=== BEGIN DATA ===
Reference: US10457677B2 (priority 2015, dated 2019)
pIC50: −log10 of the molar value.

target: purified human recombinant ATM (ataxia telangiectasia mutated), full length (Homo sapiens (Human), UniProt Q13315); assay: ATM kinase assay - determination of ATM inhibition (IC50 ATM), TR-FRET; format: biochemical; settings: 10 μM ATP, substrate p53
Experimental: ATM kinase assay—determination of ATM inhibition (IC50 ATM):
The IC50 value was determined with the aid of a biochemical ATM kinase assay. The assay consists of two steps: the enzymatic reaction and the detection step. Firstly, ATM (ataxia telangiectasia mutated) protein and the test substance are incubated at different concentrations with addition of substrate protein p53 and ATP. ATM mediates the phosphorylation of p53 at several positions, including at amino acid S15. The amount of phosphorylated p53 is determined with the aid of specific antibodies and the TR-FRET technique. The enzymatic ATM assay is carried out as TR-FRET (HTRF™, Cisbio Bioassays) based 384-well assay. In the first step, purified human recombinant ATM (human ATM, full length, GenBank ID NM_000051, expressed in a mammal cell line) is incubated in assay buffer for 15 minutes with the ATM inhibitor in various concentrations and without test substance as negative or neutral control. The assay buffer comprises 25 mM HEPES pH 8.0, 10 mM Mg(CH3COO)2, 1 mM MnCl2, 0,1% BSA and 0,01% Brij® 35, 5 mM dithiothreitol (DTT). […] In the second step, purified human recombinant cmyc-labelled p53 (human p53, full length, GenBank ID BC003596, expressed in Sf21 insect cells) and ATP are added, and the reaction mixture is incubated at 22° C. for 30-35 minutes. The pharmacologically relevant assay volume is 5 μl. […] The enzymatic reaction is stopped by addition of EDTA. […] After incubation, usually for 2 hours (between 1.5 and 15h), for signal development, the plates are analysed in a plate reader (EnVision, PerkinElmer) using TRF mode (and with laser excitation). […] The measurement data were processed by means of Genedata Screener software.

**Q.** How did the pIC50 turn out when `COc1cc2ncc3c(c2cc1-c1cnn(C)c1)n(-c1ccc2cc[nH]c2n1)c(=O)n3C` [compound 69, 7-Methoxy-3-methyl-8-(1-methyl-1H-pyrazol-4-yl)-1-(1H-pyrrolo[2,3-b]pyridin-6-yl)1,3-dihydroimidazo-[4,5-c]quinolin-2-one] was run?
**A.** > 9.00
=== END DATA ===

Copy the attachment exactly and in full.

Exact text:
Reference: US10457677B2 (priority 2015, dated 2019)
pIC50: −log10 of the molar value.

target: purified human recombinant ATM (ataxia telangiectasia mutated), full length (Homo sapiens (Human), UniProt Q13315); assay: ATM kinase assay - determination of ATM inhibition (IC50 ATM), TR-FRET; format: biochemical; settings: 10 μM ATP, substrate p53
Experimental: ATM kinase assay—determination of ATM inhibition (IC50 ATM):
The IC50 value was determined with the aid of a biochemical ATM kinase assay. The assay consists of two steps: the enzymatic reaction and the detection step. Firstly, ATM (ataxia telangiectasia mutated) protein and the test substance are incubated at different concentrations with addition of substrate protein p53 and ATP. ATM mediates the phosphorylation of p53 at several positions, including at amino acid S15. The amount of phosphorylated p53 is determined with the aid of specific antibodies and the TR-FRET technique. The enzymatic ATM assay is carried out as TR-FRET (HTRF™, Cisbio Bioassays) based 384-well assay. In the first step, purified human recombinant ATM (human ATM, full length, GenBank ID NM_000051, expressed in a mammal cell line) is incubated in assay buffer for 15 minutes with the ATM inhibitor in various concentrations and without test substance as negative or neutral control. The assay buffer comprises 25 mM HEPES pH 8.0, 10 mM Mg(CH3COO)2, 1 mM MnCl2, 0,1% BSA and 0,01% Brij® 35, 5 mM dithiothreitol (DTT). […] In the second step, purified human recombinant cmyc-labelled p53 (human p53, full length, GenBank ID BC003596, expressed in Sf21 insect cells) and ATP are added, and the reaction mixture is incubated at 22° C. for 30-35 minutes. The pharmacologically relevant assay volume is 5 μl. […] The enzymatic reaction is stopped by addition of EDTA. […] After incubation, usually for 2 hours (between 1.5 and 15h), for signal development, the plates are analysed in a plate reader (EnVision, PerkinElmer) using TRF mode (and with laser excitation). […] The measurement data were processed by means of Genedata Screener software.

**Q.** How did the pIC50 turn out when `COc1cc2ncc3c(c2cc1-c1cnn(C)c1)n(-c1ccc2cc[nH]c2n1)c(=O)n3C` [compound 69, 7-Methoxy-3-methyl-8-(1-methyl-1H-pyrazol-4-yl)-1-(1H-pyrrolo[2,3-b]pyridin-6-yl)1,3-dihydroimidazo-[4,5-c]quinolin-2-one] was run?
**A.** > 9.00